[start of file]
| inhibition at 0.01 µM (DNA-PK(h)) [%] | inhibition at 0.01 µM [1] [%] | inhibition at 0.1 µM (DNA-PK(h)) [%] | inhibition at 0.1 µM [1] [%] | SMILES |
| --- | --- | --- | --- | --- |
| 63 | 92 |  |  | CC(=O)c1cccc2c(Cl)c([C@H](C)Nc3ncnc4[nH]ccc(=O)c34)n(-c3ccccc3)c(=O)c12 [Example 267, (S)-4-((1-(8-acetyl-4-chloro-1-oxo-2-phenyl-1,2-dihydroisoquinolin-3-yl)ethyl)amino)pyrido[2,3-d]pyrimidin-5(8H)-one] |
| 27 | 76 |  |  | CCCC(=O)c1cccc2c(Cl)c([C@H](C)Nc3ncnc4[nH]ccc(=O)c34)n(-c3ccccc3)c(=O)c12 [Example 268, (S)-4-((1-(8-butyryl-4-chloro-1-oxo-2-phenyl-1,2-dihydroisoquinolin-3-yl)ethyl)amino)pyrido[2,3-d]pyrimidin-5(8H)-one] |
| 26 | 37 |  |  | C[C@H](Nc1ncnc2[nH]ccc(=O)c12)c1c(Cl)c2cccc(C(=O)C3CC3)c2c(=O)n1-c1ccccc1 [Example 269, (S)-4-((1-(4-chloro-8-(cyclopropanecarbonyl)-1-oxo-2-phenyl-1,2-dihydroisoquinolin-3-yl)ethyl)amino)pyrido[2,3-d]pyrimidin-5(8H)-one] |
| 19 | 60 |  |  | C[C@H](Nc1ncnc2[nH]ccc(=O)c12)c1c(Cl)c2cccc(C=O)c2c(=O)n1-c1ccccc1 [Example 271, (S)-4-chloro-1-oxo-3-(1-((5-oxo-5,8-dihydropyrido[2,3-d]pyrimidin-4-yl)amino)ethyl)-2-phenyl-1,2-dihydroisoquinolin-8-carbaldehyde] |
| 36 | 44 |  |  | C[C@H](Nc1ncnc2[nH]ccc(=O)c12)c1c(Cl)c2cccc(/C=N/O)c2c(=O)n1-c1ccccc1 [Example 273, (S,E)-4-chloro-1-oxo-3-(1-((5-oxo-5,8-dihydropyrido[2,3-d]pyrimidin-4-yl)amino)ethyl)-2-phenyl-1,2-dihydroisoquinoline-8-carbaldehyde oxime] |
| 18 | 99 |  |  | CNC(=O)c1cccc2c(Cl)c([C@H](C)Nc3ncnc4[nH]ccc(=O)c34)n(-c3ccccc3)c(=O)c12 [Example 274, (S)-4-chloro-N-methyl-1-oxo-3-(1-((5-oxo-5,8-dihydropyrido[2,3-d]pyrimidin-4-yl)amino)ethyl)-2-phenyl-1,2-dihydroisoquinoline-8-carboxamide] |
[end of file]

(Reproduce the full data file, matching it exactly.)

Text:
| inhibition at 0.01 µM (DNA-PK(h)) [%] | inhibition at 0.01 µM [1] [%] | inhibition at 0.1 µM (DNA-PK(h)) [%] | inhibition at 0.1 µM [1] [%] | SMILES |
| --- | --- | --- | --- | --- |
| 63 | 92 |  |  | CC(=O)c1cccc2c(Cl)c([C@H](C)Nc3ncnc4[nH]ccc(=O)c34)n(-c3ccccc3)c(=O)c12 [Example 267, (S)-4-((1-(8-acetyl-4-chloro-1-oxo-2-phenyl-1,2-dihydroisoquinolin-3-yl)ethyl)amino)pyrido[2,3-d]pyrimidin-5(8H)-one] |
| 27 | 76 |  |  | CCCC(=O)c1cccc2c(Cl)c([C@H](C)Nc3ncnc4[nH]ccc(=O)c34)n(-c3ccccc3)c(=O)c12 [Example 268, (S)-4-((1-(8-butyryl-4-chloro-1-oxo-2-phenyl-1,2-dihydroisoquinolin-3-yl)ethyl)amino)pyrido[2,3-d]pyrimidin-5(8H)-one] |
| 26 | 37 |  |  | C[C@H](Nc1ncnc2[nH]ccc(=O)c12)c1c(Cl)c2cccc(C(=O)C3CC3)c2c(=O)n1-c1ccccc1 [Example 269, (S)-4-((1-(4-chloro-8-(cyclopropanecarbonyl)-1-oxo-2-phenyl-1,2-dihydroisoquinolin-3-yl)ethyl)amino)pyrido[2,3-d]pyrimidin-5(8H)-one] |
| 19 | 60 |  |  | C[C@H](Nc1ncnc2[nH]ccc(=O)c12)c1c(Cl)c2cccc(C=O)c2c(=O)n1-c1ccccc1 [Example 271, (S)-4-chloro-1-oxo-3-(1-((5-oxo-5,8-dihydropyrido[2,3-d]pyrimidin-4-yl)amino)ethyl)-2-phenyl-1,2-dihydroisoquinolin-8-carbaldehyde] |
| 36 | 44 |  |  | C[C@H](Nc1ncnc2[nH]ccc(=O)c12)c1c(Cl)c2cccc(/C=N/O)c2c(=O)n1-c1ccccc1 [Example 273, (S,E)-4-chloro-1-oxo-3-(1-((5-oxo-5,8-dihydropyrido[2,3-d]pyrimidin-4-yl)amino)ethyl)-2-phenyl-1,2-dihydroisoquinoline-8-carbaldehyde oxime] |
| 18 | 99 |  |  | CNC(=O)c1cccc2c(Cl)c([C@H](C)Nc3ncnc4[nH]ccc(=O)c34)n(-c3ccccc3)c(=O)c12 [Example 274, (S)-4-chloro-N-methyl-1-oxo-3-(1-((5-oxo-5,8-dihydropyrido[2,3-d]pyrimidin-4-yl)amino)ethyl)-2-phenyl-1,2-dihydroisoquinoline-8-carboxamide] |